Lightning is largely absent from Oregon this week. However, warm, dry weather will greet the hundreds of thousands of visitors arriving to see the eclipse of the sun on Aug. 21. Avoiding activities that can spark a wildfire is key to making the eclipse a safe and pleasant experience for all. One measure adopted to reduce the risk of wildfire is a temporary ban, now in effect, on all campfires in state parks





Monday, August 23, 2010

White Lightning and Oak Flat updates

Source: NW Coordinating Center and InciWeb

The White Lightning Fire burning on Confederated Tribes of Warm Springs lands is currently estimated at 24,397 acres and 10 percent contained Monday, according to the NW Coordinating Center. The complex fire includes the Youther, Island Rim, Johnson Lake, Laughlin Hills, and Youth Spot fires, burning on Warm Springs Agency lands. Numerous scattered residences are throughout fire areas. Concerns have also been expressed about the Johnson Lake and Island Rib fires moving towards the Kah-nee-ta Resort. Deschutes River closed to rafting from Warm Springs to Maupin. Updates on the fire are available through InciWeb: http://www.inciweb.org/incident/2075/


The Oak Flat fire continues to burn in the Rogue River National Forest in Josephine County two miles northeast of the junction of the Illinois River and Briggs Creek, about 20 miles southwest of Grants Pass. The fire is currently estimated at 3,305 acres and is 55 percent contained. Cause of the fire, which is under the command of a federal Oregon-California (ORCA) incident management team, is under investigation. No private lands or structures are immediately threatened by this fire. A road, trail, and campground closure is still in effect. Updates on the fire are available through InciWeb: http://www.inciweb.org/incident/2066/

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Comments and questions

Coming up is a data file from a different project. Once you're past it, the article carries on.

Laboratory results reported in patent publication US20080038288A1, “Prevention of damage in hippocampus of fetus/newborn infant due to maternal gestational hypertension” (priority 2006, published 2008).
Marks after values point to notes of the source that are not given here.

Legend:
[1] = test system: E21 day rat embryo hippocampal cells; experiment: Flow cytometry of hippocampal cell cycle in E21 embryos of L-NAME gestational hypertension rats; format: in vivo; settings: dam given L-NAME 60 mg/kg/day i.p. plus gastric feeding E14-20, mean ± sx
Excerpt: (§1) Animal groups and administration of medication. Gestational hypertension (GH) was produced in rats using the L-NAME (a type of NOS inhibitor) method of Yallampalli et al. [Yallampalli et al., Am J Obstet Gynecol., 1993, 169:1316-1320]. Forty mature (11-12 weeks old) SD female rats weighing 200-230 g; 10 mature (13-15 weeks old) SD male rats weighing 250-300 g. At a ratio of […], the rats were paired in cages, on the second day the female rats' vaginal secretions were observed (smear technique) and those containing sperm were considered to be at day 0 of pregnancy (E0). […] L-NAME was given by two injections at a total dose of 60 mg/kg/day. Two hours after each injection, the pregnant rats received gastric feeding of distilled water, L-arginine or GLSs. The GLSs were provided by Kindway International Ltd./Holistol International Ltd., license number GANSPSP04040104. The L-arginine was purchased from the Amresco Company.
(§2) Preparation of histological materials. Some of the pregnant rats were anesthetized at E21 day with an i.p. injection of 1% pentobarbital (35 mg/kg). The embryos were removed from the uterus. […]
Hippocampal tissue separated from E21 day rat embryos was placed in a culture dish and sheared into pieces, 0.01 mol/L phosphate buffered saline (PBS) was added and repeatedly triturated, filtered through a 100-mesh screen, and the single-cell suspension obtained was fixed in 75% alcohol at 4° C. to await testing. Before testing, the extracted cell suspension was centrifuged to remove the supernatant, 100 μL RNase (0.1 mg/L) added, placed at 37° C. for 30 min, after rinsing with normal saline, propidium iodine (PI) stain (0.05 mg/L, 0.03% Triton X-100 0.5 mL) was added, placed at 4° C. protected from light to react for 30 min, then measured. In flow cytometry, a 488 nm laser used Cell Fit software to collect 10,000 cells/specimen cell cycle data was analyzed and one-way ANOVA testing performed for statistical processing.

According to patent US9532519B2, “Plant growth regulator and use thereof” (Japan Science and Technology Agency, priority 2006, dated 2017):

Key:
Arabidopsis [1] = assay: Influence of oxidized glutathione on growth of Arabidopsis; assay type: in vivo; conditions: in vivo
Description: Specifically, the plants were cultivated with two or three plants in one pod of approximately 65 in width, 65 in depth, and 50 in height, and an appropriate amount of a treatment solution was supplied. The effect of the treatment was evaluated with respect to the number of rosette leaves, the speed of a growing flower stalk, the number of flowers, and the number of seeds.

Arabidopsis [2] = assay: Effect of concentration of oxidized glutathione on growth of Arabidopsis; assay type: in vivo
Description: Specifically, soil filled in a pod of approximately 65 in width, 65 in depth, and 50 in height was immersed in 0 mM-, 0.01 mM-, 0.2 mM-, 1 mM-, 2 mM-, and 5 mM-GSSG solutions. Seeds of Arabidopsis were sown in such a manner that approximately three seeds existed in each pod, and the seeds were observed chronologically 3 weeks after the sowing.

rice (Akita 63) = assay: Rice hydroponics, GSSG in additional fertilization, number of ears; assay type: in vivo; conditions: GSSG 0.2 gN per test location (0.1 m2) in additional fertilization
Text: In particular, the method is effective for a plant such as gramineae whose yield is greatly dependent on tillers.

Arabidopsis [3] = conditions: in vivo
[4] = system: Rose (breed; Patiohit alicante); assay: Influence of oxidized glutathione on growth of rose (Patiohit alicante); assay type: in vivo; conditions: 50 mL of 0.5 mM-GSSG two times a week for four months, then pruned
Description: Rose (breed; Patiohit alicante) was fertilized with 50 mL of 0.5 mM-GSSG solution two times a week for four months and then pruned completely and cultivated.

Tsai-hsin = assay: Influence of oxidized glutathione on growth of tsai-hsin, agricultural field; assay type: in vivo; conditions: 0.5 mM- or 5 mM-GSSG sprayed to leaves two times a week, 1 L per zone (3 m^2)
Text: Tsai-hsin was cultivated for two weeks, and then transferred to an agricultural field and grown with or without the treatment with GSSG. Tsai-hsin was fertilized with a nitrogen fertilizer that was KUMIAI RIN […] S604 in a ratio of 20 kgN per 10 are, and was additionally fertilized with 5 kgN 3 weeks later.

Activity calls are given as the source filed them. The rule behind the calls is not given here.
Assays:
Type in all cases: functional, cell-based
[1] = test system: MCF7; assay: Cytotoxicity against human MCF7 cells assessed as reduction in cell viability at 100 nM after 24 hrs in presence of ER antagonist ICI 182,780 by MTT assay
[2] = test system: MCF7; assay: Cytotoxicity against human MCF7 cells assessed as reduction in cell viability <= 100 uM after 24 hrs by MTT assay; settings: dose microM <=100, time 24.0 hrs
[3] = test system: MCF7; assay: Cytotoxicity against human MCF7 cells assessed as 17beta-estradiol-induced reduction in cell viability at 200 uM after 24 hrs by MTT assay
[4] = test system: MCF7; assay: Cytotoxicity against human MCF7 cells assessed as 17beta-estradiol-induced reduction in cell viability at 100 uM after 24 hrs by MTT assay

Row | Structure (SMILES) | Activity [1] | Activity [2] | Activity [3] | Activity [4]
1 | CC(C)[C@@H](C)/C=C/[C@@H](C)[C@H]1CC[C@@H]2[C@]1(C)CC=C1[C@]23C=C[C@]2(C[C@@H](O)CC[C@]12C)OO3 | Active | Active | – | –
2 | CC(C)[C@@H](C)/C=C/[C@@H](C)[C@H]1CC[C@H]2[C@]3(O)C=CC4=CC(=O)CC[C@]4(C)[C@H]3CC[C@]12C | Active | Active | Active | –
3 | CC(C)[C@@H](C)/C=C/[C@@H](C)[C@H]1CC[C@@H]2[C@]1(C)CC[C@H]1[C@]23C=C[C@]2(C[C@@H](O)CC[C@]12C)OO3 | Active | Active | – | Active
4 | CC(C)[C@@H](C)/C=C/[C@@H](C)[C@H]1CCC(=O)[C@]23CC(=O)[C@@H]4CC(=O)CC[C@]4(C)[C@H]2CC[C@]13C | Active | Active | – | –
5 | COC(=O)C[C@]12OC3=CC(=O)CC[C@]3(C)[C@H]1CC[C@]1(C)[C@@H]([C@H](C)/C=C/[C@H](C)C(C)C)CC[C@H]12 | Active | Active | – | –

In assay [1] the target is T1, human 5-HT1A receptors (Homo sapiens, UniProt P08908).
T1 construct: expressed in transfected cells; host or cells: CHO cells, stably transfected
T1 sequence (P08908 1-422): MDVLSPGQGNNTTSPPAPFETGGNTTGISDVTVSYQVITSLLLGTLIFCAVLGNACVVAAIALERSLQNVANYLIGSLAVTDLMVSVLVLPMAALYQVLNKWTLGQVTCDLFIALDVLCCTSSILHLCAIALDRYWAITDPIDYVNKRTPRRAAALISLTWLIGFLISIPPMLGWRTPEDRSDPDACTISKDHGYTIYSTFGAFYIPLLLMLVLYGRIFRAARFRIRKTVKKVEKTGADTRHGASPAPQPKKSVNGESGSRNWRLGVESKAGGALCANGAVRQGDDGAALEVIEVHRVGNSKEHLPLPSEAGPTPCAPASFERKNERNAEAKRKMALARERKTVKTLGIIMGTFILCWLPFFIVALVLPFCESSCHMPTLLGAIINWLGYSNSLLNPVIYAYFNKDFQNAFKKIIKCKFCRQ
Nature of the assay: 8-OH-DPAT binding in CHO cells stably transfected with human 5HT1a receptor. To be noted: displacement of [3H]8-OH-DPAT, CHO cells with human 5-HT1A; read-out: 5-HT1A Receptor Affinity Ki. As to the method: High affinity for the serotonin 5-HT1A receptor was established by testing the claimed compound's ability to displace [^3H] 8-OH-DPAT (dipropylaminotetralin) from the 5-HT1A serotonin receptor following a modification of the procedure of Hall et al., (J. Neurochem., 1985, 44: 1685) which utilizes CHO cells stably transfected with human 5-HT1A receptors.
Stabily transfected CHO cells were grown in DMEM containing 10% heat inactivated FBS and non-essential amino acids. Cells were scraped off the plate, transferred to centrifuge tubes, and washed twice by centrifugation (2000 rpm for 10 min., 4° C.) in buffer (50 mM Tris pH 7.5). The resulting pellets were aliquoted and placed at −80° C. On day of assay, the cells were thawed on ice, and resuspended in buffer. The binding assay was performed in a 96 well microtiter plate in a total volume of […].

The purpose of this blog is to provide breaking news about wildfire activity on the forestlands protected by the Oregon Department of Forestry. We invite you to post questions or comments you have about current wildfires. Please keep your posts civil and free of profanity. You are also welcome to contact us by email at: information@odf.state.or.us.

Current wildfire info

Cool, wet weather in the winter of 2016-17 ended Oregon's long drought and left a thick snowpack at higher elevations which will take some time to melt. However, even in non-drought years Oregon's warm, dry summers create conditions that allow for fire to start and spread. In an average summer firefighters still see almost a thousand fires on lands protected by the Oregon Department of Forestry.



What we do

Protection jurisdiction

The Oregon Dept. of Forestry protects 16 million acres of private and public forestlands from wildfire. This includes all private forestlands in Oregon as well as state- and local government-owned forests, along with 2.8 million acres of federal Bureau of Land Management lands in the western part of the state. There are about 30.4 million total acres of forest in Oregon.



Fire suppression policy

The department fights fire aggressively, seeking to put out most fires at 10 acres or smaller. This approach minimizes damage to the timber resource and fish and wildlife habitat, and protects lives and property. It also saves money. While suppressing large fires can cost millions of dollars, economic and environmental damage from wildfires can be many times greater.




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Oregon Dept. of Forestry's public information officers in Salem, Ore., maintain this blog. During the wildfire season, we spend much of our time reporting on fires and firefighting to news media and the public.